The electrical outlet and power plug type I are widely used in Australia, Argentina, China, Papua New Guinea, and New Zealand.
The plug, which is rated 10 amps, has two flat pins, 1.6 mm thick.
The pins are set at 30° to the vertical, making them form an inverted V. The pins are 17.3 mm long and 6.3 mm wide. The center of the two flat pins is 13.7 mm apart.
Aside from the two flat pins inclined at 30° to the vertical, there is a flat earthed pin, 1.6 mm thick, 6.3 mm wide, and 20 mm long. There is a distance of 10.3 mm between the flat earthed pin and the middle of the plug.
There is an ungrounded version of the plug, which features two flat pins inclined to form an inverted V. The ungrounded version of the plug, has insulations, which prevents electrocution when plugged halfway.
There is also a 15 amps grounded version of the plug, which bears all similarities to the standard grounded type I plug, except that its grounded pin has a width of 8 mm.
The 10 amps standard type I plug will fit into the 15 amps socket, but the 15 amps plug can only fit into a special 15 amp socket.
The 15 amp plug/socket isn’t the only version available. There is also a 20 amp variant. So both the 10 and 15 amp plugs will fit into a 20 amp type I socket.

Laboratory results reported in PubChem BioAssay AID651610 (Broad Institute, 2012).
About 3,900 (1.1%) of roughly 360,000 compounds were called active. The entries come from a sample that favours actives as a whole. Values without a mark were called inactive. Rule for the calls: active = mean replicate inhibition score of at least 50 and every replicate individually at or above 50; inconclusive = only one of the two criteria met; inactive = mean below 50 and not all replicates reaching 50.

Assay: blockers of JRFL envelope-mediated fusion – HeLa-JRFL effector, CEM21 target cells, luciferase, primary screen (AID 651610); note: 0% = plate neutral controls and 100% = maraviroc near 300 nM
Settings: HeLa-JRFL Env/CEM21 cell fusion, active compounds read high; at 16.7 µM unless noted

But the same can not be said about a 20 amp type I socket fitting into a 10 amp or 15 amp type I socket. This is because a low amperage plug typically fits into a high amperage socket.
There are slight differences in type I plugs used in various countries. For example, the Australian type I plug is known as the standard AS 3112.
China’s type I plug is 1 mm longer than the standard length of the plug. In addition, China’s type I sockets are installed so that the earth’s contact faces upwards.
The Australian variant bears similarity in dimensions to the type A plug. Therefore, when the history of the Australian variant is considered, it becomes unsurprising.
The Australian type is an outdated version of the American variant.
In 1916, the electrical engineer Harvey Hubbell II, who manufactured the type A plugs, patented what is now known as the Australian type I plug.
The three-blade plug design did not get much attention in the US since it was incompatible with the type A plugs in circulation in the US.
Australia preferred the plug over the British type D plug because it was easier for local manufacturers to produce flat pin plugs instead of round pin plugs.
That preference in Australia prompted the State Electricity Commission of Victoria, and the Australian electrical accessory manufacturers, to make the plug Harvey Hubbell II plug the standard plug in the country in the 1930s.